This editor had a sharp wit.
“Always show their teeth — Buzz saws.” — The Granville Sentinel, Nov. 23, 1891
This editor was pining for a pun.
“‘The search is fruitless,’ sighed the man as he looked in vain for pineapples on a pine tree.” — The Morning Star of Glens Falls, Aug. 22, 1888
This editor may have reported on too many local foot races.
“A race between a zebra and an ostrich, held in Zanzibar recently, the prize was given the rider of the zebra, although the ostrich came in a hundred yards ahead. The zebra’s jockey claimed that his rival won on a fowl, and the judge sustained him.” — The Morning Star, Oct. 1,1888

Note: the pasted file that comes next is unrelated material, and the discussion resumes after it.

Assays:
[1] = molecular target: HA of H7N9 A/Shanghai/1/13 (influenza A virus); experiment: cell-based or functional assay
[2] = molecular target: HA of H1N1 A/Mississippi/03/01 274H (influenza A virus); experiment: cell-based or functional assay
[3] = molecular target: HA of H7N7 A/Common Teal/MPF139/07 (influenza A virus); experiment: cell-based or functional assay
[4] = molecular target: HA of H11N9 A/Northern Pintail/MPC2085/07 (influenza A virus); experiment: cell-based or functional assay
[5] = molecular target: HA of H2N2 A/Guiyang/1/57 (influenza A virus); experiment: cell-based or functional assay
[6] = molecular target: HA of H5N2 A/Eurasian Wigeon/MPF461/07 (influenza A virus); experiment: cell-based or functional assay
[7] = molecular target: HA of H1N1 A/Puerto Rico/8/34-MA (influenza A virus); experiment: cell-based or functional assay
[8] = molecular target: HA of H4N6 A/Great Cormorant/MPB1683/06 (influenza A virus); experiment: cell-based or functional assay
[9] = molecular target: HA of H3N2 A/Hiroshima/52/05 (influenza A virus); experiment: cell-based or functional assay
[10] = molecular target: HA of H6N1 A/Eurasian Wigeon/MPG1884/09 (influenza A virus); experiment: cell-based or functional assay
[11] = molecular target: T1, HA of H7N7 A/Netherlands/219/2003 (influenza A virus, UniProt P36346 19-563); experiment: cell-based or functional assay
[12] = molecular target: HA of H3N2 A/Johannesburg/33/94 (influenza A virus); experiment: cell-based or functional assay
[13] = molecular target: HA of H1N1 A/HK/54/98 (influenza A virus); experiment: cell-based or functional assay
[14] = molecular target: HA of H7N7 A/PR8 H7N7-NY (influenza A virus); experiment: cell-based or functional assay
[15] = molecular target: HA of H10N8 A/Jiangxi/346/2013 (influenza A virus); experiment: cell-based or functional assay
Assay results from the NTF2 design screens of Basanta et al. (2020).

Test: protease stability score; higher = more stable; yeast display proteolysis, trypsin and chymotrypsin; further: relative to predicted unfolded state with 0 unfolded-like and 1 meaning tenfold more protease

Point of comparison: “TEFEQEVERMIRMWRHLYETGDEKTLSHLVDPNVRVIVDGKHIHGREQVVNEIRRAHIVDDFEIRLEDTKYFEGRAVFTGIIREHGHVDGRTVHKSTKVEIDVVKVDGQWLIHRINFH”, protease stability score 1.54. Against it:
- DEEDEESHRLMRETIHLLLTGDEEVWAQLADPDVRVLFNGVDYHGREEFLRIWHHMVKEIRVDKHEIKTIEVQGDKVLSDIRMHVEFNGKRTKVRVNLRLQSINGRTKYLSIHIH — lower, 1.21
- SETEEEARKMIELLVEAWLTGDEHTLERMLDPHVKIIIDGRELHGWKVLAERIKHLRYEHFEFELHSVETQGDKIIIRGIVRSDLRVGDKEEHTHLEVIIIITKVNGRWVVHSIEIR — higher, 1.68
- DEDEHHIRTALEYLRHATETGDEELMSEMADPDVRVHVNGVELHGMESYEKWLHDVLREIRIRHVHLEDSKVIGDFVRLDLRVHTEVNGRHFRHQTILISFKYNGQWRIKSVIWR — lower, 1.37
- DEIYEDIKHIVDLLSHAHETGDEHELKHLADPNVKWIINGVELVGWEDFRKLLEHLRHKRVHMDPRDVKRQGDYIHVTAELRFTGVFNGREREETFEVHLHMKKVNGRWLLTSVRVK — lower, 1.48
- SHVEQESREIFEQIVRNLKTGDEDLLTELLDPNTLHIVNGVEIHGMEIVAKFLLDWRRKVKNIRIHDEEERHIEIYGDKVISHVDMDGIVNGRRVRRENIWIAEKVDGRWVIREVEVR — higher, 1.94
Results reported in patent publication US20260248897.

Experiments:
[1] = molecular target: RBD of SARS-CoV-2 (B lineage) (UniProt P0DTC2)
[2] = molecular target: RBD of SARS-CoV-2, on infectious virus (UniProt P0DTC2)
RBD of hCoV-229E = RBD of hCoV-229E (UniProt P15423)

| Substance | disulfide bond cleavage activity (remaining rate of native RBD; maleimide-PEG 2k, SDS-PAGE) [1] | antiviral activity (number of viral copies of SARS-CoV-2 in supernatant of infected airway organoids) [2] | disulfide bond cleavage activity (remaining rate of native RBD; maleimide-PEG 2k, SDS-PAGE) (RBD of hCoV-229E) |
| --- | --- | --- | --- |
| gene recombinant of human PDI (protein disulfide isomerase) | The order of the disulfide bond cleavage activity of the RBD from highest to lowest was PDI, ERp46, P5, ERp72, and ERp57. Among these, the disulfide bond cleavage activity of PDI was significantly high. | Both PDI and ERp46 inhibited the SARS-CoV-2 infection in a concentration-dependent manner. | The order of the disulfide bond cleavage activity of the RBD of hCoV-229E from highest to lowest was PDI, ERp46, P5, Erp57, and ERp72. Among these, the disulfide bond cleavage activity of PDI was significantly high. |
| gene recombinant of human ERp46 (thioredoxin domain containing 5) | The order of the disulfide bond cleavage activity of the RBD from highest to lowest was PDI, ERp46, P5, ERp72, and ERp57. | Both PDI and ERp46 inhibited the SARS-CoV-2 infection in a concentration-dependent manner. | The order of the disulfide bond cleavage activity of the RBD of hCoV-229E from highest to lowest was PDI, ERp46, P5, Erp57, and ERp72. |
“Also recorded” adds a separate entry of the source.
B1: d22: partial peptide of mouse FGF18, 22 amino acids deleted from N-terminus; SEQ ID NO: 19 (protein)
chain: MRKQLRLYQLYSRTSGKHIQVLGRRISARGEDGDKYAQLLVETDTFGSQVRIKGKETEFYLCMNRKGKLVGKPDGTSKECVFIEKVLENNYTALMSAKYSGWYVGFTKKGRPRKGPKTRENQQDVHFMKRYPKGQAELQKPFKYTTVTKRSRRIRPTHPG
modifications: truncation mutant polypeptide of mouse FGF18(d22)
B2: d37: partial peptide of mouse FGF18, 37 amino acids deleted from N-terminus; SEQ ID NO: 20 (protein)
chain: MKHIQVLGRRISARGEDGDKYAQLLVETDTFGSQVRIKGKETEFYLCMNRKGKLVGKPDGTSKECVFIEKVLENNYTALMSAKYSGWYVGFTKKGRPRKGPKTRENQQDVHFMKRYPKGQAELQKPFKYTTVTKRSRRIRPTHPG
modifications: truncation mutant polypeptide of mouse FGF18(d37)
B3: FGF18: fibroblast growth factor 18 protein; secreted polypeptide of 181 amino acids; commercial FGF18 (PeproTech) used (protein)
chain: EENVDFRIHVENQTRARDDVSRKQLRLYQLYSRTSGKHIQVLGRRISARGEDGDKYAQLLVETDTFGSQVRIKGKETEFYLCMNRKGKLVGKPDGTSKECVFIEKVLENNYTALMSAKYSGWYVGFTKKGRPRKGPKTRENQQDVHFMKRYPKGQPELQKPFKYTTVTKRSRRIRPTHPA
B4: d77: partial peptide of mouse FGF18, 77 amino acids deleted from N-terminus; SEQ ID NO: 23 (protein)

The italics makes the pun in this bit of newspaper industry wit.
“A man of the World — Mr. Pulitzer.” — The Granville Sentinel, Nov.13,1891
These puns are music to a humorist’s ears.
“The centenarian may not be a musician, but it is certain that he is beating time.” — The Morning Star, July 31, 1888
“The musician is a great record breaker. He is always beating time.” — The Morning Star, Aug. 7, 1888
“A false chord of music is a discord. A false cord of wood is about seven-eights.” — The Morning Star, July 31, 1888
A few more assorted puns collected from northern New York historic newspapers:
“The dressmaker, like the suburban farmer, makes money on the out-skirts.” — The Morning Star, June 28,1888
“Friend-ship is the best kind of a craft to sail in over the sea of adversity.” — The Morning Star, April 11, 1888
“The man who sells honey is on a beeline to success.” — The Granville Sentinel, Sept. 24, 1891
“A man may be a bad egg, but he’s alright till he’s broke.” — The Morning Star, Sept. 11, 1888
Click here to read my most recent previous Oh What Pun! post.